My wife and I own the Overscaig House Hotel and we live here all year round. This part of Sutherland is a wonderful place to live and work. We are surrounded by open moorland and face the beautiful Loch Shin with its frustratingly difficult to catch wild brown trout.
Overscaig, named by the Vikings, means “outcrop” and was probably a notable feature by the loch. The hotel has been here for over 160 years and it’s first visiting fisherman arrived in 1854 along the newly built road from Lairg.
The loch was dammed in the late 1950’s increasing its surface area dramatically but leaving its length almost the same at about 20 miles. The fishing on Loch Shin remains as good as ever and still attracts people from all over the world.
Recently, the reputation of Loch Shin caught the eye of BBC presenter Paul Murton and his team. Having successfully broadcast their Grand Tours Of Scotland and Grand Tours of Scottish Islands, looking at the history and landscape of the country, they decided to refine their viewpoint and consider Scotland from a different perspective – hence the Grand Tours of Scotland’s Lochs.
Loch Shin was examined in great detail and the team had two visits filming in Lairg and surrounding areas, as well as here at The Overscaig. They took up the challenge of catching our famous wild brown trout and interviewed local ghillie George Leligdowicz who not only demonstrated his skills at fly tying but also his patience in coaching Paul Murton’s fly fishing technique!
They also spent a couple of hours interviewing me and filming our visitor books and fishing records. These old documents date back to the 1870’s and give evidence of a lifestyle that no longer exists. The books are signed by royalty and the elite of society in the late 1800’s who would be travelling on their own summer “grand tour” of the highlands, staying in places like The Overscaig for a week or two’s fishing, before returning to a base like Dornoch or Inverness.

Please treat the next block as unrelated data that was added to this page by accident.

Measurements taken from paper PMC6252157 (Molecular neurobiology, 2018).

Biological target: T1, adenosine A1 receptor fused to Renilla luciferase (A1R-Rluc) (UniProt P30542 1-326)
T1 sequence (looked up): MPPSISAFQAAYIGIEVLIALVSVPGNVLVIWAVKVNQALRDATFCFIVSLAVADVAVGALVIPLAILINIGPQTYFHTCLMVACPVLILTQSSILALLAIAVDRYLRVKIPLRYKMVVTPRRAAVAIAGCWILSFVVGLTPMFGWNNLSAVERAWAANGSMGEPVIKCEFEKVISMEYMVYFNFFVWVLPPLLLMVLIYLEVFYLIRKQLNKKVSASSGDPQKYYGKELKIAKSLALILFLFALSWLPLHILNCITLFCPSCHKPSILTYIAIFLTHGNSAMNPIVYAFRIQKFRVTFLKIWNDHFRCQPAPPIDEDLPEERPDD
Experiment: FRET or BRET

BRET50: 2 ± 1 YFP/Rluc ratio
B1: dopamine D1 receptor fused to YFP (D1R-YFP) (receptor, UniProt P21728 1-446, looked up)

A more modern tale caught the imagination of the TV production team – the tale of John & Yoko. John Lennon spent time in Durness at his Aunt’s home during his childhood and it became a favourite place to hide as his fame spread in later life. In July 1969, he was driving to Durness with Yoko and Julian when he crashed his car and ended up in The Lawson Memorial Hospital in Golspie. There are many public records confirming these facts but not many people know that he had been drinking at The Overscaig that day, or so we had been told by an “informed” local.
Given our visitor books date back over a century, you would expect the owner of The Overscaig at the time would at least get John & Yoko’s autograph in the book, while they were here. So are they?… the visitor book for 1969 is missing! So we can only guess that it’s true but if you had John and Yoko’s autographs would you keep the book or leave it behind when you sold the hotel?
This intrigue seemed to play well during the interview by Paul Murton and we waited keenly for the programme to be scheduled. Out of the blue we had a call from Paul, who apologised that my interview was on the cutting room floor and would not be aired as part of his programme. It turns out that the John & Yoko story was the main interest for the team but in order to present it properly they needed to use stock photographs to illustrate the narrative. Unfortunately, the global royalty payment required to use an image of such well known figures made it prohibitive for the producers to use!
Yes John and Yoko were too expensive but we all enjoyed the “storytelling” nonetheless!
Jan & Martin Fraser
The Overscaig House Hotel